BIG RAPIDS – The sky may have been overcast and gloomy earlier this week, but the clouds parted ways just in time for Spectrum Health Big Rapids Hospital Auxiliary Community Block Party Thursday evening. The event attracted dozens of people who came to enjoy good weather, music, food and celebrate community.

“I look forward to the block party each year,” said Tom Hogenson, executive director of the Big Rapids Hospital Foundation. “I just hope everyone has a wonderful time.”

The annual summer tradition is organized by the Hospital Auxiliary and functions as a way to bring community members together. Attendees purchased tickets for picnic fare, such as hot dogs and sloppy Joes, ice cream sundaes and homemade pies donated by members of the auxiliary. They were then treated to entertainment provided by STAGE-M and the Ferris Community Summer Band.

All money collected at the party went to the hospital’s Health Careers Scholarship Fund.

Hogenson said the hospital plans to continue the event each year, despite the fact that it merged with Spectrum Health last summer. “As long as people support it, we intend to keep holding the block party,” he said. “If it’s unsuccessful, then we will consider not holding it any longer. We like having these types of things for the community. I’ve been here for 40 years, and it was going on even before I got here. It’s been going on for a long time.” Dozens of community members turned out to show their support for the hospital. “I come to the party for the music, the food and to support the auxiliary,” said Jeff Godfrey, who has been coming to the block party for three years. Michele Christner, the former president of the Hospital Auxiliary, also presented a $25,000 donation to board member Wayne O’Neil for the hospital’s current renovation project of converting double-patient rooms on the third floor to single-patient rooms. “A hospital is vital to a community,” Christner said. “It’s so important, especially when you consider growth. Similar to how a good school system will attract more people to a community, having a good hospital attracts new families to move in.” Aside from fellowship, the event also was a chance for the hospital, which partners with Ferris State University each year, to present several health career scholarships.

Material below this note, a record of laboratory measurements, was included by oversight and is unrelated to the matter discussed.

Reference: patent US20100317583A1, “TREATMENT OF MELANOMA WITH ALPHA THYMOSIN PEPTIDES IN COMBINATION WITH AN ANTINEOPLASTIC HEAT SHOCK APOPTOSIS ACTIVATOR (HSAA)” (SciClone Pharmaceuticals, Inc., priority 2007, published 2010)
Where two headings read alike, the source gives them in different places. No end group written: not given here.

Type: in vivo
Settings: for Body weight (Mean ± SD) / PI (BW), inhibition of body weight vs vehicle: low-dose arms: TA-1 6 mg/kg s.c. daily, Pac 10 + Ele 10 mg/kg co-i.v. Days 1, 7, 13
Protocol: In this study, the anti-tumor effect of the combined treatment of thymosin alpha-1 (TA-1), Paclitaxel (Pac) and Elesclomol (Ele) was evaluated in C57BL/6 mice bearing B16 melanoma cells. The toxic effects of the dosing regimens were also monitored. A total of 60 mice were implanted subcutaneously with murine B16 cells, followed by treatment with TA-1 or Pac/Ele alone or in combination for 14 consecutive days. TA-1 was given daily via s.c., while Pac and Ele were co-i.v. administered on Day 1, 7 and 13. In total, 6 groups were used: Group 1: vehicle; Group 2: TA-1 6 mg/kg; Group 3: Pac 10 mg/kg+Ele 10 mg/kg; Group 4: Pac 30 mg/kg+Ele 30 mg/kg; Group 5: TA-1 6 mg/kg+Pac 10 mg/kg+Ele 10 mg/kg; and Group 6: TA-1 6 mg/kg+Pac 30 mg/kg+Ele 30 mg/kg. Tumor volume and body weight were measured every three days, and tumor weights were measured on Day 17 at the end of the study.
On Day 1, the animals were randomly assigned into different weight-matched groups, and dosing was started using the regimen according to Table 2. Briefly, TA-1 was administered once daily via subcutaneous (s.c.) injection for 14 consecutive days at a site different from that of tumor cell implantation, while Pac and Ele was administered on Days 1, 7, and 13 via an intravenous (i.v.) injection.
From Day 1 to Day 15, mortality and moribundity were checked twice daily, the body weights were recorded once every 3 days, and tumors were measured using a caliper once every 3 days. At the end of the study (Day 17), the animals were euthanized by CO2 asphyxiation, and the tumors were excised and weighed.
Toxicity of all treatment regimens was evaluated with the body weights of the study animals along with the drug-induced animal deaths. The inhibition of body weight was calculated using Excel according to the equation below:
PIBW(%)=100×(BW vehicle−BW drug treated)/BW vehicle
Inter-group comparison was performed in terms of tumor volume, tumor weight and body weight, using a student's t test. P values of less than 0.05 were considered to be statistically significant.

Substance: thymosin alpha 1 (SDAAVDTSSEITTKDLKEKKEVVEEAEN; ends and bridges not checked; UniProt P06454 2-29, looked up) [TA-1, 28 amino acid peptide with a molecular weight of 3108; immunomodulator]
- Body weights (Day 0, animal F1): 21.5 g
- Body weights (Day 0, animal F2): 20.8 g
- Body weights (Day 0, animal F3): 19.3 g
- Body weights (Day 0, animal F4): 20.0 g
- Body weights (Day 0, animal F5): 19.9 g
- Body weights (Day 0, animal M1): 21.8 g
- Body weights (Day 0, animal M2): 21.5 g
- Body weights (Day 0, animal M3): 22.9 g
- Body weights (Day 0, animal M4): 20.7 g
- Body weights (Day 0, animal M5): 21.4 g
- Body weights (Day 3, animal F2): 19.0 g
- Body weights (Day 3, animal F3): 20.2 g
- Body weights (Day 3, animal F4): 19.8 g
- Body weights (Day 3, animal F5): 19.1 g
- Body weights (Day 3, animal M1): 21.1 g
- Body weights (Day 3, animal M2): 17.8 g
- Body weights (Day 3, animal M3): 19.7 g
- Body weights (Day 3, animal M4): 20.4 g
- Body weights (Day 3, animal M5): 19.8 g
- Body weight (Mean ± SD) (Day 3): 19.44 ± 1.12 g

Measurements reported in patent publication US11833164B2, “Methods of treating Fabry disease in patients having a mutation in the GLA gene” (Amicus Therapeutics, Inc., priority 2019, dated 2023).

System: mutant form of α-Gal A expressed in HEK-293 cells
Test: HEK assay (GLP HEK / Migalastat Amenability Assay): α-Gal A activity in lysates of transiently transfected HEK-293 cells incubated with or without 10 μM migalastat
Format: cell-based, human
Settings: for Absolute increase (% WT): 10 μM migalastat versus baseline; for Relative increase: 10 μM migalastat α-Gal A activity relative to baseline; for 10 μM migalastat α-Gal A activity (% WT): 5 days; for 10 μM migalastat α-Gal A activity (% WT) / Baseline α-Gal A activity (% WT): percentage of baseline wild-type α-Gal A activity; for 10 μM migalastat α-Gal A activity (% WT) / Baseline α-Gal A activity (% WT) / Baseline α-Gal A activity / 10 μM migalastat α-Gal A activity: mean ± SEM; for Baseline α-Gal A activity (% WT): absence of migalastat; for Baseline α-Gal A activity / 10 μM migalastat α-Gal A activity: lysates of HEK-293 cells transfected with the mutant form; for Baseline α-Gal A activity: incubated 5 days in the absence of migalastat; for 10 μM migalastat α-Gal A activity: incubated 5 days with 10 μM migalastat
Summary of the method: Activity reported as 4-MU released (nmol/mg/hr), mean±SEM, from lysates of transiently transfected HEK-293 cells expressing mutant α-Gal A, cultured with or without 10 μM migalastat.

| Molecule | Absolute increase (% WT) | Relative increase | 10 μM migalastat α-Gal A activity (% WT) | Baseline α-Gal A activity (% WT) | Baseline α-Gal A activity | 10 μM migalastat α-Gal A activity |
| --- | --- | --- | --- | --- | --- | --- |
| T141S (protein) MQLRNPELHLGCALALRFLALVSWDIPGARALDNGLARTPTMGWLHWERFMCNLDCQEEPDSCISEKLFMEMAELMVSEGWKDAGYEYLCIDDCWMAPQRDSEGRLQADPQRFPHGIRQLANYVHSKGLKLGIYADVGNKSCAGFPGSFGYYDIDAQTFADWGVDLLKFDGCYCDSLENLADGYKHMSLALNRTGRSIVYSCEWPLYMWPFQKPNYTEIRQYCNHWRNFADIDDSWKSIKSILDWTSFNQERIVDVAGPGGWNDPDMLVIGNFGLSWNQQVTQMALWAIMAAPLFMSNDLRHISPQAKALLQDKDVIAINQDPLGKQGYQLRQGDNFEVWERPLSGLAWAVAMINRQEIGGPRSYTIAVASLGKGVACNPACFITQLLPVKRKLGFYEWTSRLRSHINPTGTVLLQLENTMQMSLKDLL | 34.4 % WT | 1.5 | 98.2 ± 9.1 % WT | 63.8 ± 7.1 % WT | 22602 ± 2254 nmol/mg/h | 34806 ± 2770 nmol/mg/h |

This year, the scholarships were presented to Corrin Simon, a graduate of Chippewa Hills High School, Jennifer Mynhier, who works in patient access at Spectrum Health Big Rapids and Ashley Woodside, a Reed City High School graduate. Each received $2,000, with Simon and Mynhier pursuing nursing while Woodside will work toward a degree in radiology.

The night also witnessed current president of Spectrum Health Big Rapids and Reed City hospitals Sam Daugherty handing over the keys of the building to new president Mary Kay VanDriel, who was hired earlier this month.

Members of the auxiliary also took the time to volunteer at the party. Members served food alongside members of the Big Rapids Jaycees. They also baked pies and contributed to the bake sale.

“The block party is a great opportunity to bring the community together for a good cause, and it’s fun,” Christner said. “For the past two years, Resurrection Life Church has helped set up the tables and chairs, which are provided by Ferris. We call on a lot of people in the community to help produce this. The support is wonderful.”

The evening also provided entertainment for attendees, through two performances from STAGE-M and a concert performed by the Ferris Community Summer Band.

“We always get a lot more people coming to the block party when it’s closer to the band’s performance time,” Hogenson said.

STAGE-M presented two musical numbers from its summer production, “Willy Wonka.” Andy Kirby, who plays Willy Wonka in the show, sang “Pure Imagination.” He was followed by Josh Fullmer, who plays Charlie Bucket in the show, singing “Think Positive.”

The Ferris Summer Community Band then presented a program that featured soloist and guest conductor Erik Janners of the Marquette University in Wisconsin.

Whether it was purchasing a hot dog, or sitting and enjoying the music, the Big Rapids community showed its support for the hospital Thursday night.

“When you throw an event like this, you want it to tell a story of who you are,” Hogenson said. “We want to bring together the people in our neighborhood who have given us nothing but strong support.”